The problem with railguns will always be that they punch neat holes through things.  If I were designing a spaceship for the kind of combat we see in The Expanse, I would engineer the railgun projectiles to punch through the crew compartments exactly like you see in the show.  The reason is that the railgun is meant to take out things like drive clusters and reactors, and seriously damage the structure of the vessel, and if it was built to shred the crew compartments, it wouldn't to squat to a reactor with it's heavy shielding and (presumably) armor.  I would even go so far as to say that taking out the crew compartments isn't even a priority.  Sure, the PDCs and railguns will poke holes in them, and any crew in the way, but the real targets in a fight like that are the crucial systems of the ship, not the crew.  This is why I'd have the PDCs firing 20mm armor piercing incendiary rounds, so they wreck any surface mounted equipment like thruster clusters, PDCs and launch tubes, as well as doing damage to the underlying structure of the ship.  Missiles would be either nukes or would be designed to take out the main drive systems.  The railguns are to poke holes in the reactor(s) and reaction mass tanks from farther away then PDCs can do.

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28 minutes ago, Thor Wotansen said:

The reason is that the railgun is meant to take out things like drive clusters and reactors

Nuclear plant buildings are designed to survive a passenger aircraft hit.
A railgun projectile unlikely can be faster than 2 km/s.
So, it's like a 500 kg part of that airplane.

28 minutes ago, Thor Wotansen said:

If I were designing a spaceship for the kind of combat we see in The Expanse, I would engineer the railgun projectiles to punch through the crew compartments exactly like you see in the show.

If I were designing that ship, it would have a polymer protector layer between the hulls, to close the holes.
(Say, a thin layer of sticky foam in micropellets between two hull layers.)

17 hours ago, Codraroll said:

they fire rounds at around five thousand meters per second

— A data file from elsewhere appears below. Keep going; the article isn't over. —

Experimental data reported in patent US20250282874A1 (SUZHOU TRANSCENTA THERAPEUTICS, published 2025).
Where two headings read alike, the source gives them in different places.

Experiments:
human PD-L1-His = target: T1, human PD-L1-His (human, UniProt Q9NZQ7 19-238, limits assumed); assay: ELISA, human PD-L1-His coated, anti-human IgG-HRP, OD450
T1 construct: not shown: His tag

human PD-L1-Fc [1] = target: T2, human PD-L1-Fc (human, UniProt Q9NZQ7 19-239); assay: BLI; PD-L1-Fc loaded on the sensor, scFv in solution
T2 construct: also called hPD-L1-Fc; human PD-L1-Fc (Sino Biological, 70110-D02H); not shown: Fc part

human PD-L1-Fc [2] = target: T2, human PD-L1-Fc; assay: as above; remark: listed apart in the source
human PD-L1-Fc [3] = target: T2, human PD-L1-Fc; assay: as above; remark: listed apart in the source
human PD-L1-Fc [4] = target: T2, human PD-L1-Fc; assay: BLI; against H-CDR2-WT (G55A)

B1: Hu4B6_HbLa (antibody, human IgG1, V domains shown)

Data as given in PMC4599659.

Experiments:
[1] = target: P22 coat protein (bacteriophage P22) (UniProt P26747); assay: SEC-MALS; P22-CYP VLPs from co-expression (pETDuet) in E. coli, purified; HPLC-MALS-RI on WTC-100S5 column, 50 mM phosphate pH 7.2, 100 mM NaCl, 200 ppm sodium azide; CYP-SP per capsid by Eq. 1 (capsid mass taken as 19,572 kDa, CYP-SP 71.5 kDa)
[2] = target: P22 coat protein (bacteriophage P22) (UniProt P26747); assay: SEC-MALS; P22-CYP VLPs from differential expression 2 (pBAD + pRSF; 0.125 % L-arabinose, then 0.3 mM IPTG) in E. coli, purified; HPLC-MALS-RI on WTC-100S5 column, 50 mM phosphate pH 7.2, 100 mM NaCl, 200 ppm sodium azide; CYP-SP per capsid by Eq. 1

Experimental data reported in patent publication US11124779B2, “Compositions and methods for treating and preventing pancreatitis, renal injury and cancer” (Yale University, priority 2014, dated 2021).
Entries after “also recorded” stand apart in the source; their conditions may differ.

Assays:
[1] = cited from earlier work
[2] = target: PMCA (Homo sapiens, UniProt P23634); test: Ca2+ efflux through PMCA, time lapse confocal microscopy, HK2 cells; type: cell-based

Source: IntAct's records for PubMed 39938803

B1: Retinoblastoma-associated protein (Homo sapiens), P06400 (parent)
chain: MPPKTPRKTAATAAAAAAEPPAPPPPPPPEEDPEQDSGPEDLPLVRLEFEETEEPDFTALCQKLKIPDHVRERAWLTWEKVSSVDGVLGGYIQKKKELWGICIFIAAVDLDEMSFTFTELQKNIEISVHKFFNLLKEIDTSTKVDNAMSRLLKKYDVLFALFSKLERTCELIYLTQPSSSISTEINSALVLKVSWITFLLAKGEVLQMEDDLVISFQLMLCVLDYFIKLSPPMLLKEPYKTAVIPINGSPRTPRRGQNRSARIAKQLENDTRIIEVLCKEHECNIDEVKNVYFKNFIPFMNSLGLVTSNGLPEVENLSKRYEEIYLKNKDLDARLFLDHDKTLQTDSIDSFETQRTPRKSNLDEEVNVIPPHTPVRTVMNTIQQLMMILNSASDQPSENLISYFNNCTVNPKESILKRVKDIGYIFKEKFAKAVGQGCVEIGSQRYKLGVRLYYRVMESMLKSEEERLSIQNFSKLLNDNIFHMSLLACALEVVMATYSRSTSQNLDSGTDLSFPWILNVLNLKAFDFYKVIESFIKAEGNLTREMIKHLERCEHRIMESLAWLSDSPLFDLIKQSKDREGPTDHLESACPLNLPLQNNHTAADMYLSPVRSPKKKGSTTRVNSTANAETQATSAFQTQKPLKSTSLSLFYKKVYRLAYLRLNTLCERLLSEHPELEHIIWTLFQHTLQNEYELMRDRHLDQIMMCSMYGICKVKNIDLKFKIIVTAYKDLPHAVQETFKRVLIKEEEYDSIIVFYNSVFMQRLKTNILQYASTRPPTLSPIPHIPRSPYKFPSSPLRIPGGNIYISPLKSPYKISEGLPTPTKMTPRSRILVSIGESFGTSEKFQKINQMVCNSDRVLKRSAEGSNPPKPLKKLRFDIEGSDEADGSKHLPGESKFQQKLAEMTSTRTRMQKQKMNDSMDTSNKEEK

Don't the rounds become pancakes in the barrel due to the accelerations and waste heat?
What's that railgun barrel length?

Edited by kerbiloid

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29 minutes ago, kerbiloid said:

Don't the rounds become pancakes in the barrel due to the accelerations and waste heat?

What's that railgun barrel length?

Tungsten is a remarkable material, it is incredibly dense and is one of the toughest metals we have.  A solid slug of it won't really deform, even at thousands of Gs acceleration.  The biggest problem with railguns is getting the slug to transmit all the power without welding itself to the rails.  This is normally done by getting it going at a good clip before it reaches the rails.  The other big problem is heat.  This can be mitigated by using a high temperature superconductor like a Yttrium/Barium conductor at a temperature of around 77°K to transmit the power to the rails.  We might even be able to use the superconductor as the rails, but I don't think that's been tried yet.  Basically, with better materials and a longer barrel, as well as the fantastic thermal properties of a vacuum, it should be possible to make a railgun that fires a smallish tungsten projectile at a good 5km/s, more than enough to overcome whatever armor you'd be inclined to wrap your reactor in.  Most reactor armor will be geared toward defending against more conventional guns, like PDCs, since they'll be more common in the battle space.  If someone makes a railgun that can fire a 10kg slug at 5km/s there's really no point in trying to armor something to withstand it, especially if you want that something to move.

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54 minutes ago, Thor Wotansen said:

Tungsten is a remarkable material, it is incredibly dense and is one of the toughest metals we have.  A solid slug of it won't really deform, even at thousands of Gs acceleration.

Strength ~1000 MPa afair.
Density ~18 000 kg/m3.

Stress = Mass * Acceleration / CrossSectionArea
Velocity2 = 2 * Acceleration * Path

BarrelLength = Path = Velocity2 / (2 * Acceleration) = Velocity2 / (2 * Stress * CrossSectionArea / Mass) = Velocity2 / (2 * Strength * CrossSectionArea / (Density * CrossSectionArea * ProjectileLength)) =